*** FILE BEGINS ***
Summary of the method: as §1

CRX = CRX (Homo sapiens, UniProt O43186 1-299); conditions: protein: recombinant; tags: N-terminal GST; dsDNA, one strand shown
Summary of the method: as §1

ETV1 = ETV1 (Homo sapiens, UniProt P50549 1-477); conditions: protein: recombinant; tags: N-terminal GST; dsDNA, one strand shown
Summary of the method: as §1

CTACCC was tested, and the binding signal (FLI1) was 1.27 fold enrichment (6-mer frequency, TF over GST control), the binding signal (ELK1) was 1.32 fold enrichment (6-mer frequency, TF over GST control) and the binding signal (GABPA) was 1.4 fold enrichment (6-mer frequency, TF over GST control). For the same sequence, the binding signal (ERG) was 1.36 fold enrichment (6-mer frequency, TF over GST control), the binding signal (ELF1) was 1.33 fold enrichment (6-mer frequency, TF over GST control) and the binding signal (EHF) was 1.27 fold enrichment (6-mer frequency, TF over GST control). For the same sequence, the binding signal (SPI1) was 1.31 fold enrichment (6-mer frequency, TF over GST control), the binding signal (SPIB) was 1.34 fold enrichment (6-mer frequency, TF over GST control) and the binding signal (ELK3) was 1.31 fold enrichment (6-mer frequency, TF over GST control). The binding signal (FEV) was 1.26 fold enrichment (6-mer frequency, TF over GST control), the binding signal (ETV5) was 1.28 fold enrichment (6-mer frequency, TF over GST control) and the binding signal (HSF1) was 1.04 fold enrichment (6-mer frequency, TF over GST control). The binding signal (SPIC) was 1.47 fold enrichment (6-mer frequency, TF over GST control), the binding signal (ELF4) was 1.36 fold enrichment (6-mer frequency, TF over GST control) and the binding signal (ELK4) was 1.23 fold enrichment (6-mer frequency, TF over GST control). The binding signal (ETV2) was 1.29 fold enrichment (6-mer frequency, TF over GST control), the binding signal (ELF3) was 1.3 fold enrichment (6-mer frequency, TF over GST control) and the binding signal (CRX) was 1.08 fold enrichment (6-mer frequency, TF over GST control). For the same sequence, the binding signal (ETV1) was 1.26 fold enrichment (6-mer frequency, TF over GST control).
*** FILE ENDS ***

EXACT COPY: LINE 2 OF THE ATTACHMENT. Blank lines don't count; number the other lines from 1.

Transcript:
CRX = CRX (Homo sapiens, UniProt O43186 1-299); conditions: protein: recombinant; tags: N-terminal GST; dsDNA, one strand shown